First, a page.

Again, we don't have much research specific to JCFS, so we have to rely on adult CFS research.

No single treatment is shown to improve all symptoms of CFS. Most people need to find their own combination of treatments and management strategies. This can take a lot of time and experimentation, which can involve several setbacks. While the process is often long and frustrating, it's worth it for the improvement it can provide.

The treatment regimen may include:

In 2012, research indicated that the drug clonidine appeared safe enough to begin controlled trials as a potential treatment for JCFS.

Some medical professionals have developed experimental protocols for treating CFS based on hypotheses or theories that are not yet proven. Two of the better-known ones are the Pall protocol and the Glutathione protocol. They have varying degrees of scientific support, with some gaining mainstream attention and others widely dismissed.

It's important to remember that these protocols have not been rigorously tested, either for CFS or JCFS, so we don't know how safe or effective they are. Be sure you talk to your healthcare provider about any treatments you consider for you child, and do your own research, as well.


What's the Prognosis?

Evidence suggests that half or more of adolescents with JCFS may completely recover from the illness within a couple of years. In one follow-up study, those who didn't recover were still severely fatigued and impaired.

Early diagnosis and treatment is considered key to making major improvements in symptoms. If you suspect your child has JCFS, it's important to seek a diagnosis promptly.


Special Challenges of Juvenile Chronic Fatigue Syndrome

Chronic illness of any kind can have a big impact on the self-esteem. This may be especially true when the illness compromises function to the degree that JCFS often does.

Kids with JCFS may feel "different" from their friends and classmates. They may also feel isolated because they can't participate in activities like other kids. It's common for them to push themselves to keep up, which only makes their symptoms worse later on.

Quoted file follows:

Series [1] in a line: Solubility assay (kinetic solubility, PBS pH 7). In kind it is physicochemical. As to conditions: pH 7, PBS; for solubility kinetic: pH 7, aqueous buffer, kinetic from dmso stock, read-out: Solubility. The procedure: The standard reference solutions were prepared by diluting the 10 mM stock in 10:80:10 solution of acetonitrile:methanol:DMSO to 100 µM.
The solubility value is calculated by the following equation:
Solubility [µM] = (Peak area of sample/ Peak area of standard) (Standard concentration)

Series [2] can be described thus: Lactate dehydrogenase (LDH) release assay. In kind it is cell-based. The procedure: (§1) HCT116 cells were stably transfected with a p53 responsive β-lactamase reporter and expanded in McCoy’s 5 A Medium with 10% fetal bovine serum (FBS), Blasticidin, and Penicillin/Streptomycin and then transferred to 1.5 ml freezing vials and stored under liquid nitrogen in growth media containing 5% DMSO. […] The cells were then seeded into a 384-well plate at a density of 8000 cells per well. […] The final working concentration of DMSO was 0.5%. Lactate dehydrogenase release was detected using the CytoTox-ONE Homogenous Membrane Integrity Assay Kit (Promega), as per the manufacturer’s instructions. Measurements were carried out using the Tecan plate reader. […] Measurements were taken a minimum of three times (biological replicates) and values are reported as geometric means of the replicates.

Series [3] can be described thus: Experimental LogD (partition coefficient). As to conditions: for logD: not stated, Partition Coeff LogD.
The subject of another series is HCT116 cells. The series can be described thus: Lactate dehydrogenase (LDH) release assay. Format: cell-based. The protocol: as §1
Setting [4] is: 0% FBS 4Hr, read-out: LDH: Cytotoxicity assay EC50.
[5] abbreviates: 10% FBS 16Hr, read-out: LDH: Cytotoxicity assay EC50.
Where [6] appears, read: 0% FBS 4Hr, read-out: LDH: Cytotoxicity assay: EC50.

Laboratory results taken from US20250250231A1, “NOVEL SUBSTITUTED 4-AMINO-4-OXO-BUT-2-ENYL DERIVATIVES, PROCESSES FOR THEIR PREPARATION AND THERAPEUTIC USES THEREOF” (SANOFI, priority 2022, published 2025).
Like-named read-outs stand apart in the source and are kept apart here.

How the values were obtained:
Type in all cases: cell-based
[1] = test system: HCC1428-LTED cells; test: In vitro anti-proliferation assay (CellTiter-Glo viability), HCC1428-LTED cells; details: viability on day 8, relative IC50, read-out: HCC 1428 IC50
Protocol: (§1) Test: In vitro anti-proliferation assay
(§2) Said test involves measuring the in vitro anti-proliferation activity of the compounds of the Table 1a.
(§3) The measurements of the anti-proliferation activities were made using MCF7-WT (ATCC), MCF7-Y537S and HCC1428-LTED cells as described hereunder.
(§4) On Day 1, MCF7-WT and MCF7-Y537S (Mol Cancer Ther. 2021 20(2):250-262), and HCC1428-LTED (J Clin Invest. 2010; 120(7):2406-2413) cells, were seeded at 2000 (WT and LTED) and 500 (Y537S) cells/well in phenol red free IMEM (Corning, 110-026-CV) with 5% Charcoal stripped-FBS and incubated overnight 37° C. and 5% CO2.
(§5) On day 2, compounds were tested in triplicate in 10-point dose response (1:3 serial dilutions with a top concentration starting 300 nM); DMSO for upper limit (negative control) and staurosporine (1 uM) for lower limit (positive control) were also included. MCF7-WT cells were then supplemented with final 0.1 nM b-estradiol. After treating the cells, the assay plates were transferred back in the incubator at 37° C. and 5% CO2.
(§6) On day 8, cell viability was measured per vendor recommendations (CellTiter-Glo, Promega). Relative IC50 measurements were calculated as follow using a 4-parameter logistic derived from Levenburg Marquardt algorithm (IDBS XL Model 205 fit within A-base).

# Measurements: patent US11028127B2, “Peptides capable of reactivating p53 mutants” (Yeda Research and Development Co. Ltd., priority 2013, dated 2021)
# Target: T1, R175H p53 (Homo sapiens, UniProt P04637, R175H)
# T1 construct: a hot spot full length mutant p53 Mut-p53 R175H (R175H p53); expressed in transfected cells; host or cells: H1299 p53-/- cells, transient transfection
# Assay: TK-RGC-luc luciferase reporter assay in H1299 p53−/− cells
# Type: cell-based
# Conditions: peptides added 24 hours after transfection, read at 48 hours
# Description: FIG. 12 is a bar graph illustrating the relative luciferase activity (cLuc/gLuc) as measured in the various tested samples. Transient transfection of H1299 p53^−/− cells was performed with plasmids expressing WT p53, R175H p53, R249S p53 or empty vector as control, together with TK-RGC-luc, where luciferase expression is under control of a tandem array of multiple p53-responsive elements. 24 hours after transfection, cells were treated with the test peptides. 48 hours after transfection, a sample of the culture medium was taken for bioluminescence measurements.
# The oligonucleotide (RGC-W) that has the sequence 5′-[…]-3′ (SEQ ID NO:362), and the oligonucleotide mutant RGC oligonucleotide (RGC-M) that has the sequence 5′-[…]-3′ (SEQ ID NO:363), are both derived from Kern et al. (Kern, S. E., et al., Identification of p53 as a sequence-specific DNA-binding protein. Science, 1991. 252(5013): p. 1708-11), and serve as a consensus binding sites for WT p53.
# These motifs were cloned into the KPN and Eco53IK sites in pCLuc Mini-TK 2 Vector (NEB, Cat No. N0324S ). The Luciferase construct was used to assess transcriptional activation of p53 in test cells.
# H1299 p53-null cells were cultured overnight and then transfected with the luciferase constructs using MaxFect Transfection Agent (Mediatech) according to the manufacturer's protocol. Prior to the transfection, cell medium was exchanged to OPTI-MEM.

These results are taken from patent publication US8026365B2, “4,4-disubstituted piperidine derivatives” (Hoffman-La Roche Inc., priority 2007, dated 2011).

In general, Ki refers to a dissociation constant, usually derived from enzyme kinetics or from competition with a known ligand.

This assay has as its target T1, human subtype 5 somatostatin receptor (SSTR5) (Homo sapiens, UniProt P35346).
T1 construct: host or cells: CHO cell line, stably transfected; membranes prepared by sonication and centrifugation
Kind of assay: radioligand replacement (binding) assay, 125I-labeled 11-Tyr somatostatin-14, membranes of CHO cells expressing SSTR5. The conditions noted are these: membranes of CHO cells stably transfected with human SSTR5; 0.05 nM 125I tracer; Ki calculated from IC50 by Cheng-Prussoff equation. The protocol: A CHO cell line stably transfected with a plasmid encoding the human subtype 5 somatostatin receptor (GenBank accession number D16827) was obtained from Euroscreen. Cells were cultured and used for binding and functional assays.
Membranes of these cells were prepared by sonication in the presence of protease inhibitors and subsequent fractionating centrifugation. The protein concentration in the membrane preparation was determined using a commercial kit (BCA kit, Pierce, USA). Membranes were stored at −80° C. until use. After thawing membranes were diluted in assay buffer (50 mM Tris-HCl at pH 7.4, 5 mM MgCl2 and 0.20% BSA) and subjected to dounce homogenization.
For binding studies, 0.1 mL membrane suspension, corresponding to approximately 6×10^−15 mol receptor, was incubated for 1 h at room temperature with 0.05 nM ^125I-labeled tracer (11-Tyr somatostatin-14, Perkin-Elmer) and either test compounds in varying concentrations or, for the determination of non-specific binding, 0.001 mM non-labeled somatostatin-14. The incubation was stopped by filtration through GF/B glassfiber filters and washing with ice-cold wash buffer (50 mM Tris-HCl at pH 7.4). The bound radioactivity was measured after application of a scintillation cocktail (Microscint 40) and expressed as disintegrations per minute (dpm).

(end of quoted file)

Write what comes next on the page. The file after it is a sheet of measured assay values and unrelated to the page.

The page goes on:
Young people with JCFS are especially likely to miss a lot of school – as much as 33%, according to the follow-up study mentioned above. That can lead to a lot of extra stress, and research shows this group may be especially likely to be perfectionists and to be highly critical of themselves. These traits are often linked to depression, according to a 2011 study.

A 2012 study showed that young people with this condition had high levels of anxiety over multiple things that were due to their illness. Researchers identified five major themes:

  1. Social loss and adjustment
  2. Uncertainty and unpredictability
  3. Feelings of vulnerability
  4. Being different
  5. Making contributions toward their own recovery

The kids in the study were made more anxious by the controversy over whether CFS is "real," their inability to explain their illness, being bullied, not being believed about being sick, and distrust from adults in their life. Families, healthcare providers and schools should be aware of these problems and help work toward solutions.

Families of these kids are likely to feel a significant impact. Treatment may cause financial difficulty, and the time, energy and stress involved in caring for the sick child can strain each family member as well as familial relationships.

These problems can be compounded by disbelief in the illness. Sometimes, parents, teachers, friends and even medical professionals may not believe JCFS is real, or that the child has it.

For academic problems, you may want to consider tutor, online classes, or homeschooling. For emotional problems, it may be beneficial for the entire family to have psychological counseling.

Also See:

Verywell Health uses only high-quality sources, including peer-reviewed studies, to support the facts within our articles. Read our editorial process to learn more about how we fact-check and keep our content accurate, reliable, and trustworthy.

By Adrienne Dellwo
Adrienne Dellwo is an experienced journalist who was diagnosed with fibromyalgia and has written extensively on the topic.